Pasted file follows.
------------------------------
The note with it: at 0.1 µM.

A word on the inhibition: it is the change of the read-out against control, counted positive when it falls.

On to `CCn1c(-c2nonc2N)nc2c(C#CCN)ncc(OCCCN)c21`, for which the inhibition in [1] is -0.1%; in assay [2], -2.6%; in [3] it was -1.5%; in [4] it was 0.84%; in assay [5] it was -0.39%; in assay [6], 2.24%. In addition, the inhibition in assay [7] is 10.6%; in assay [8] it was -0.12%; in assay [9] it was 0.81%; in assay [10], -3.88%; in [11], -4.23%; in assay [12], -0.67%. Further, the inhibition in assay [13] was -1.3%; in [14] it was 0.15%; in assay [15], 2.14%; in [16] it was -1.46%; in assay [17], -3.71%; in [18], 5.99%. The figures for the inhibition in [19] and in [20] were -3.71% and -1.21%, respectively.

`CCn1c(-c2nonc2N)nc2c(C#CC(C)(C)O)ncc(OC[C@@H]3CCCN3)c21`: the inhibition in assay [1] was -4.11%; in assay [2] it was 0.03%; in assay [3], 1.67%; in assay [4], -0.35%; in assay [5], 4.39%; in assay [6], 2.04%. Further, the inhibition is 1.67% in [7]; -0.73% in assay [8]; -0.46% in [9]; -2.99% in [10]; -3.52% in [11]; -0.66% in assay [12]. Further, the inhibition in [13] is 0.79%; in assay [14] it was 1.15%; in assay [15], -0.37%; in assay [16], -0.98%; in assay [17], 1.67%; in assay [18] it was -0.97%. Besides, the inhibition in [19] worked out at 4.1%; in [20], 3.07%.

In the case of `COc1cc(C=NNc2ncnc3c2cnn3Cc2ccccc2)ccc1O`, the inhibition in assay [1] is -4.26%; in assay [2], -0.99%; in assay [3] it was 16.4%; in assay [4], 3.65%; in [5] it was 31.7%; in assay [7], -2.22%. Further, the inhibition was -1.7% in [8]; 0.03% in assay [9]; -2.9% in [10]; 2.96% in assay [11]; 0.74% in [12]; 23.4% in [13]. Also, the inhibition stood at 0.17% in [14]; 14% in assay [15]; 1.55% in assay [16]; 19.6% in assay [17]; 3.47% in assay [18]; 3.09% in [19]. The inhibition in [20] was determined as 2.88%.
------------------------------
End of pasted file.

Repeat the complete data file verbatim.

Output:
The note with it: at 0.1 µM.

A word on the inhibition: it is the change of the read-out against control, counted positive when it falls.

On to `CCn1c(-c2nonc2N)nc2c(C#CCN)ncc(OCCCN)c21`, for which the inhibition in [1] is -0.1%; in assay [2], -2.6%; in [3] it was -1.5%; in [4] it was 0.84%; in assay [5] it was -0.39%; in assay [6], 2.24%. In addition, the inhibition in assay [7] is 10.6%; in assay [8] it was -0.12%; in assay [9] it was 0.81%; in assay [10], -3.88%; in [11], -4.23%; in assay [12], -0.67%. Further, the inhibition in assay [13] was -1.3%; in [14] it was 0.15%; in assay [15], 2.14%; in [16] it was -1.46%; in assay [17], -3.71%; in [18], 5.99%. The figures for the inhibition in [19] and in [20] were -3.71% and -1.21%, respectively.

`CCn1c(-c2nonc2N)nc2c(C#CC(C)(C)O)ncc(OC[C@@H]3CCCN3)c21`: the inhibition in assay [1] was -4.11%; in assay [2] it was 0.03%; in assay [3], 1.67%; in assay [4], -0.35%; in assay [5], 4.39%; in assay [6], 2.04%. Further, the inhibition is 1.67% in [7]; -0.73% in assay [8]; -0.46% in [9]; -2.99% in [10]; -3.52% in [11]; -0.66% in assay [12]. Further, the inhibition in [13] is 0.79%; in assay [14] it was 1.15%; in assay [15], -0.37%; in assay [16], -0.98%; in assay [17], 1.67%; in assay [18] it was -0.97%. Besides, the inhibition in [19] worked out at 4.1%; in [20], 3.07%.

In the case of `COc1cc(C=NNc2ncnc3c2cnn3Cc2ccccc2)ccc1O`, the inhibition in assay [1] is -4.26%; in assay [2], -0.99%; in assay [3] it was 16.4%; in assay [4], 3.65%; in [5] it was 31.7%; in assay [7], -2.22%. Further, the inhibition was -1.7% in [8]; 0.03% in assay [9]; -2.9% in [10]; 2.96% in assay [11]; 0.74% in [12]; 23.4% in [13]. Also, the inhibition stood at 0.17% in [14]; 14% in assay [15]; 1.55% in assay [16]; 19.6% in assay [17]; 3.47% in assay [18]; 3.09% in [19]. The inhibition in [20] was determined as 2.88%.